Srinagar: The harsh winter this year taught many lessons to people of Kashmir. They had to brave the chill and the sub zero temperatures in big concrete houses.
An analyst while talking to Precious Kashmir said, “The Chillai Kalan—harshest 40-day winter period—which ended recently taught us many lessons. It made us understand that the Valley is not like other places. Winters have always been harsh and can become harsher in coming years. So people should be ready to face the weather vagaries.”
He said, “It’s not only the freezing temperatures that haunt the people. There are other factors also that haunt the people. The 270-km Srinagar- Jammu National Highway (only all weather road connecting Kashmir with rest of the country) getting blocked add to the woes of people. Water taps getting frozen and other related problems this year multiplied the winter woes. The only respite people had this year was electricity as the Power Department worked hard to ensure that people get electricity without any disruptions.”
An observer said, “People need to bear in mind that they should make enough arrangements prior to the commencement of winter to survive as the climate has changed. The winter in the past two to three years has been severe. This fact cannot be ignored.”
He said, “The modern houses with big windows cannot be changed but measure can be taken to keep ourselves warm in the bone breaking cold. Not everyone can afford to go out during the winter season. Primitive methods to keep ourselves warm have to be explored.”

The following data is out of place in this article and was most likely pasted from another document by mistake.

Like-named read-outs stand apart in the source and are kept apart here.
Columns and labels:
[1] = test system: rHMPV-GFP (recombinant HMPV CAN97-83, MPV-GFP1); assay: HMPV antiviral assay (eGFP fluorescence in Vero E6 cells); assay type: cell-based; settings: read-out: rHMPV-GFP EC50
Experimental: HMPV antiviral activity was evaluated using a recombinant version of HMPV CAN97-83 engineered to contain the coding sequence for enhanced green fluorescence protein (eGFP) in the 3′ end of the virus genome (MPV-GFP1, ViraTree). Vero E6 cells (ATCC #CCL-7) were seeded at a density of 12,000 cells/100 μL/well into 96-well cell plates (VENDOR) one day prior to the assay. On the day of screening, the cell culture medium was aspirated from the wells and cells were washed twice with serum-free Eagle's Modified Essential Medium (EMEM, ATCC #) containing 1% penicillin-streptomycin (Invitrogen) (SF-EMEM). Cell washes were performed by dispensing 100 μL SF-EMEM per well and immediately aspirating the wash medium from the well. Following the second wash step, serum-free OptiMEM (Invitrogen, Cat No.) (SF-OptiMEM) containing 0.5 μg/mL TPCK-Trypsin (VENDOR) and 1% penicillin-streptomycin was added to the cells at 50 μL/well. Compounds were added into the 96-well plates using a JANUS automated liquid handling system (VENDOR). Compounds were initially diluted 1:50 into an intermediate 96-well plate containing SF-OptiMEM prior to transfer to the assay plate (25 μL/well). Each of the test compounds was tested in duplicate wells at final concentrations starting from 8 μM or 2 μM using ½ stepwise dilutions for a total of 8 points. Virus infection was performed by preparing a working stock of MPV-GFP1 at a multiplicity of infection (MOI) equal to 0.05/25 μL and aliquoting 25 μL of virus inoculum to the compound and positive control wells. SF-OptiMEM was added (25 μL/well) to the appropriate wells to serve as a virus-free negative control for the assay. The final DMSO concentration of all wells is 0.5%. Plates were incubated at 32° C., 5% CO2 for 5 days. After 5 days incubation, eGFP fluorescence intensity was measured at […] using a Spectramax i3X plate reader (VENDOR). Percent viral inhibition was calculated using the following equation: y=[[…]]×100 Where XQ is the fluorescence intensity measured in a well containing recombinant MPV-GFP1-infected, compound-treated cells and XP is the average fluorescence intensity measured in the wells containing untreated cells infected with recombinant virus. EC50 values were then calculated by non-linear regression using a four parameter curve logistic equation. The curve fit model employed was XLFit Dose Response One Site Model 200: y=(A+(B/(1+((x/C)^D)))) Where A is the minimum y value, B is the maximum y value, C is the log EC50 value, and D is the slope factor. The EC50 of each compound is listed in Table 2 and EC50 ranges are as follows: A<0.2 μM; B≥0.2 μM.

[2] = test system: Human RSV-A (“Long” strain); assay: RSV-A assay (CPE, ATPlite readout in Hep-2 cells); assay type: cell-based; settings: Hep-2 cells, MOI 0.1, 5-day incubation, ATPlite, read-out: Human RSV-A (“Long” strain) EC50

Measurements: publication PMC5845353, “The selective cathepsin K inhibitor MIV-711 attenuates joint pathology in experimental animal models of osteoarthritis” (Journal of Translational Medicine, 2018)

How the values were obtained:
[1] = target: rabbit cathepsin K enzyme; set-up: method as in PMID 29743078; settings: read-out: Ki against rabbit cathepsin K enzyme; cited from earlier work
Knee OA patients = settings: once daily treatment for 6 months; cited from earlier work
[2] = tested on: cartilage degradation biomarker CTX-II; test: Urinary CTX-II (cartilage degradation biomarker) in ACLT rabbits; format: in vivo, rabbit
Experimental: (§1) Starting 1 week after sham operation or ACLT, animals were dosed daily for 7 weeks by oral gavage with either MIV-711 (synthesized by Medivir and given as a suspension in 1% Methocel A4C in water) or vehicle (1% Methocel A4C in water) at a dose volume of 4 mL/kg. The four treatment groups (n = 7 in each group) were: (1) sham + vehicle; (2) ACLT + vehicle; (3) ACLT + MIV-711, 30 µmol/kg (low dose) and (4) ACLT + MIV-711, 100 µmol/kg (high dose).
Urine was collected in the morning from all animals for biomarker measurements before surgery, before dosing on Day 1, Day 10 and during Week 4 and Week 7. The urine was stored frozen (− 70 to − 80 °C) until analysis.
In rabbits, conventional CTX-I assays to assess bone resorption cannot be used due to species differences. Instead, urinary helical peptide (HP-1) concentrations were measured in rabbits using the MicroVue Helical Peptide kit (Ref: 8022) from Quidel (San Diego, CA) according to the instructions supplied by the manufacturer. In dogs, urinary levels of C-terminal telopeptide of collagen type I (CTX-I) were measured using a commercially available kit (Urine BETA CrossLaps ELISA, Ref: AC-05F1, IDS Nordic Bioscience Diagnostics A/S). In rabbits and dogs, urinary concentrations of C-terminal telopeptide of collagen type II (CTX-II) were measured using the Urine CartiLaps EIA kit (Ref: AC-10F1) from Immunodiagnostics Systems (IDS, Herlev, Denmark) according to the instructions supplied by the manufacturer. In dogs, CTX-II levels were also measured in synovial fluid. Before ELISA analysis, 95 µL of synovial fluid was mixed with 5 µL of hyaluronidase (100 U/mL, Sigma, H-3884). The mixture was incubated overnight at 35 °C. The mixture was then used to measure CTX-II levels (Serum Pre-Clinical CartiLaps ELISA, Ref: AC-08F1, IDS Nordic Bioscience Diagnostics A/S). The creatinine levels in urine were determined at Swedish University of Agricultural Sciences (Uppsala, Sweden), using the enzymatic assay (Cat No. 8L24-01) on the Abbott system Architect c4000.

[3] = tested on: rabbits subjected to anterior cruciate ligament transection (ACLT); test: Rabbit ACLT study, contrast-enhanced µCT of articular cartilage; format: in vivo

The observer said that this winter snow has turned into ice and many lanes and bylanes continue to remain blocked as the concerned departments couldn’t clear these due to insufficient equipment and lack of manpower. “The winter is all set to end in the coming days but that doesn’t mean we should forget what we faced. The administration needs to put its act together and formulate a strategy to mitigate the sufferings of people. Even in 21st century people of Kashmir are struggling to survive. J&K administration needs to take a cue from the governments of other countries where temperatures fall below minus 20 Degrees Celsius but life moves on,” he added.
“This winter has taught us a big lesson that nothing can be taken for granted except a Kangri (firepot) which has stayed with the people of Kashmir for ages. Surviving in winters is directly connected to have enough heating arrangements in place. The Jal Shakti Department will have to formulate a new strategy to ensure that water supply plants and pipes remain functional even in the freezing temperatures. If this can happen in developed countries why can’t it happen in Kashmir?” the observer asked.